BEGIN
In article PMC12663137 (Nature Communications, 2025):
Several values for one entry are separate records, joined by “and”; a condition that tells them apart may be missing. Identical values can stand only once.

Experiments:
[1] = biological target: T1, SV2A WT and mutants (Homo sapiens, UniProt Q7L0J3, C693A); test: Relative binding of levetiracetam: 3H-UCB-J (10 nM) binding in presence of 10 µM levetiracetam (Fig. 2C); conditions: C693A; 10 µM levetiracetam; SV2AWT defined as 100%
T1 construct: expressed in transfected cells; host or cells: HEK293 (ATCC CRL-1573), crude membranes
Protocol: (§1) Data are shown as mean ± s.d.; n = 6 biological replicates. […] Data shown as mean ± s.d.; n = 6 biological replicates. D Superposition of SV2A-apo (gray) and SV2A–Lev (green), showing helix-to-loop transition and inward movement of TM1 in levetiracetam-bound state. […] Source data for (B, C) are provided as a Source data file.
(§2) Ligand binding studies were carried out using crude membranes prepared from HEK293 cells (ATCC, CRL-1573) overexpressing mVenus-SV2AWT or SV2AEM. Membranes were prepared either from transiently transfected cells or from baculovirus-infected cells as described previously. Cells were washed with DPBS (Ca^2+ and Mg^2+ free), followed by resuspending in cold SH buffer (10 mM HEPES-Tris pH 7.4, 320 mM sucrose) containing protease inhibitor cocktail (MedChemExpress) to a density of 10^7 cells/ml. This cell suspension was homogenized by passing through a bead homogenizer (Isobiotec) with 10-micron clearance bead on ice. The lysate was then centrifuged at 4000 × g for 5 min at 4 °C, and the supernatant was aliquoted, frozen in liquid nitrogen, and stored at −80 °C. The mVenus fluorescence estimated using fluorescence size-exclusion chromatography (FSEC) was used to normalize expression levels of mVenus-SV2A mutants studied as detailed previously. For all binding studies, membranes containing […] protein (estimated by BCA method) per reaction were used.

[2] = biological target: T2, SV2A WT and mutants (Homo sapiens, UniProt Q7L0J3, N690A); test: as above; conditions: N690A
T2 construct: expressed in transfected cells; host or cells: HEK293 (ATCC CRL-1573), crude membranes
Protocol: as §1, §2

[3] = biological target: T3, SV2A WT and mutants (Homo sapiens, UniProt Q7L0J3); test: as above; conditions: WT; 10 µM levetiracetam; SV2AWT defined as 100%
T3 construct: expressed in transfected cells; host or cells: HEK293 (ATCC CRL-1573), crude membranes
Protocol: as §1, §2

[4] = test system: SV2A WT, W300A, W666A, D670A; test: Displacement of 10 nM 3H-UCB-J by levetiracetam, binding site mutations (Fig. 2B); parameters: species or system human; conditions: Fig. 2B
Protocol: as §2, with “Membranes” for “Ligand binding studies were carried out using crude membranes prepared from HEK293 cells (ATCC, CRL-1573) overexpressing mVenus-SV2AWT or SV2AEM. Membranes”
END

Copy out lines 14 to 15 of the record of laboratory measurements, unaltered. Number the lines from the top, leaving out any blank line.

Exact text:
[4] = test system: SV2A WT, W300A, W666A, D670A; test: Displacement of 10 nM 3H-UCB-J by levetiracetam, binding site mutations (Fig. 2B); parameters: species or system human; conditions: Fig. 2B
Protocol: as §2, with “Membranes” for “Ligand binding studies were carried out using crude membranes prepared from HEK293 cells (ATCC, CRL-1573) overexpressing mVenus-SV2AWT or SV2AEM. Membranes”